Management guidelines were created to screen and manage asymptomatic renal stones in U.S. astronauts. The true risk for renal stone formation in astronauts due to the space flight environment is unknown. Proper management of this condition is crucial to mitigate health and mission risks. The NASA Flight Medicine Clinic electronic medical record and the Lifetime Surveillance of Astronaut Health databases were reviewed. An extensive review of the literature and current aeromedical standards for the monitoring and management of renal stones was also done. This work was used to develop a screening and management protocol for renal stones in astronauts that is relevant to the spaceflight operational environment. In the proposed guidelines all astronauts receive a yearly screening and post-flight renal ultrasound using a novel ultrasound protocol. The ultrasound protocol uses a combination of factors, including: size, position, shadow, twinkle and dispersion properties to confirm the presence of a renal calcification. For mission-assigned astronauts, any positive ultrasound study is followed by a low-dose renal computed tomography scan and urologic consult. Other specific guidelines were also created. A small asymptomatic renal stone within the renal collecting system may become symptomatic at any time, and therefore affect launch and flight schedules, or cause incapacitation during a mission. Astronauts in need of definitive care can be evacuated from the International Space Station, but for deep space missions evacuation is impossible. The new screening and management algorithm has been implemented and the initial round of screening ultrasounds is under way. Data from these exams will better define the incidence of renal stones in U.S. astronauts, and will be used to inform risk mitigation for both short and long duration spaceflights.

  19. Genre et migration : l'entrée dans la sexualité des migrants d'Afrique subsaharienne en France

    OpenAIRE

    Elise Marsicano; Nathalie Lydié; Nathalie Bajos

    2011-01-01

    This article analyses the recomposition of gender relations in a migratory context through a specific viewpoint: the sexual debut of individuals who migrated from sub-Saharan Africa to France. It is based on a 2005 survey of 1,874 sub-Saharan African migrants in the Île-de-France region. The aim is to determine the impact of men’s and women’s migratory trajectories on their first sexual experiences, as well as any possible changes in sexual power relationships after migration. The constructio...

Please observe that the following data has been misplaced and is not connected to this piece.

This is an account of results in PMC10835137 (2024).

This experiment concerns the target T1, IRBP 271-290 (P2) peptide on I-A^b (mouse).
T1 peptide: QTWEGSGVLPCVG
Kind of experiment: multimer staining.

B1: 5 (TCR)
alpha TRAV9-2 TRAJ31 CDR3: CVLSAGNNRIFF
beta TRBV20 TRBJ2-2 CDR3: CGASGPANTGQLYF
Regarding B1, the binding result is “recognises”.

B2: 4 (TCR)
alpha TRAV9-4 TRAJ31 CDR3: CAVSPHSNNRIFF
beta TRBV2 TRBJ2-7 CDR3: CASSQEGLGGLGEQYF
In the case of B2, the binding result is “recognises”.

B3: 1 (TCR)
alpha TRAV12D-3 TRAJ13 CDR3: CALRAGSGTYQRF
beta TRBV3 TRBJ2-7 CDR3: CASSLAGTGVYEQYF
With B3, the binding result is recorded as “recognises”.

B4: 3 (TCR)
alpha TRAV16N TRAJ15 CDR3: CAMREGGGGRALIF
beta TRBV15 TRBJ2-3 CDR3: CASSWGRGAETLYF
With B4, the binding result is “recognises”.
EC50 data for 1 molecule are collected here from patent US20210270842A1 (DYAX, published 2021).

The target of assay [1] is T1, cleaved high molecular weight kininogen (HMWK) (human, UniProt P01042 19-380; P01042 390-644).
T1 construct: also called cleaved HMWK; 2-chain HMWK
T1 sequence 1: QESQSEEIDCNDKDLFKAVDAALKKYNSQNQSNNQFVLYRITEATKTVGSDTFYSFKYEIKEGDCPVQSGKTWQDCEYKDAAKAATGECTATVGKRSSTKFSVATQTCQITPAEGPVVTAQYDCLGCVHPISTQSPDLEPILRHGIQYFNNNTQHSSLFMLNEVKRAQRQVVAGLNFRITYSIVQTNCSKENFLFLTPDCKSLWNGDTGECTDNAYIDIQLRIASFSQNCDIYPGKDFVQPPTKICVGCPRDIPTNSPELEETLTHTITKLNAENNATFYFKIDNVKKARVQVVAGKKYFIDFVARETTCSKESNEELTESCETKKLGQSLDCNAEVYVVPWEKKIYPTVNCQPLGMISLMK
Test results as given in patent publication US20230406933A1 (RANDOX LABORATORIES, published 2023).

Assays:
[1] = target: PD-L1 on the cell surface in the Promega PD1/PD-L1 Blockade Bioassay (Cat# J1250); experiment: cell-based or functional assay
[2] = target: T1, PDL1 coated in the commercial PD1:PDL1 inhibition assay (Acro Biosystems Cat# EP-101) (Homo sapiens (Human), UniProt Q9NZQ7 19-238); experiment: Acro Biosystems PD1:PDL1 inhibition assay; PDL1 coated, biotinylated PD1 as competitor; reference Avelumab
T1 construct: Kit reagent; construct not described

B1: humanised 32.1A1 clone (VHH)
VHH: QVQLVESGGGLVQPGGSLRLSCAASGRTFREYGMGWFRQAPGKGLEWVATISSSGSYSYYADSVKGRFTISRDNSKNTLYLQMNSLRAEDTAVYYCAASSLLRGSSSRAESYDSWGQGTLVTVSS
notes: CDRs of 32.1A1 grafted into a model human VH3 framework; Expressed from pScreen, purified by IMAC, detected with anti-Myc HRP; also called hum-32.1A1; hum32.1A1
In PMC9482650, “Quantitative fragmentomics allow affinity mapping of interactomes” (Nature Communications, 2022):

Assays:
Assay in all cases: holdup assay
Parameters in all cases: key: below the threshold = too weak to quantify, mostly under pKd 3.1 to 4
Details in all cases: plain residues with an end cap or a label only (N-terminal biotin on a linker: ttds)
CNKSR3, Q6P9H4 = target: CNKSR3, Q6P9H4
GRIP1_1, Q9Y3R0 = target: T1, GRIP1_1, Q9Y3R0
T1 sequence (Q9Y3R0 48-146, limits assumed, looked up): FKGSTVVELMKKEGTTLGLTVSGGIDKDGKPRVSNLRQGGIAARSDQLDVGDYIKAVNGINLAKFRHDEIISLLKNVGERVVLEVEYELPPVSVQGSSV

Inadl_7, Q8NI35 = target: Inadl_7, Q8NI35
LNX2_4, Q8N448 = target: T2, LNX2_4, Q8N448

20. Study on Consumption Level and Consumption Structure of Migrant Workers in Zhejiang Province

    Institute of Scientific and Technical Information of China (English)

    XING Hai-yan; YU Wei; CHEN San-mei

    2012-01-01

    On the basis of stratified sampling, we conduct a survey of 1313 migrant workers, to analyze various factors influencing migrant workers’ consumption level and the difference in consumption structure between two generations of migrant workers, using the multivariate logistic regression and correspondence analysis method. The results show that two generations of migrant workers’ consumption level is the same, and the main factors influencing migrant workers’ consumption are income, educational level and occupation; the new generation of migrant workers’ consumer attitudes and consumption pattern are transformed significantly, being gradually integrated into the urban consumer market, and the consumption structure is steered to a reasonable direction.

  1. Sexual Violence against Migrant Women: a Study of the Prevalence of and Responses to the Rape of Migrant Women in South Africa

    Directory of Open Access Journals (Sweden)

    Catherine BOYD

    2011-05-01

    Full Text Available This article investigates the prevalence of and responses to the rape of migrant women in South Africa through the analysis of legislation, secondary sources and interviews conducted by the author with migrant women raped in South Africa. The article considers the legal protections afforded to migrant women in South Africa and the extent to which these safeguard migrant women from rape. The article also assesses whether these legal protections are implemented in practise. It additionally suggests how migrant women could be better protected from rape in South Africa.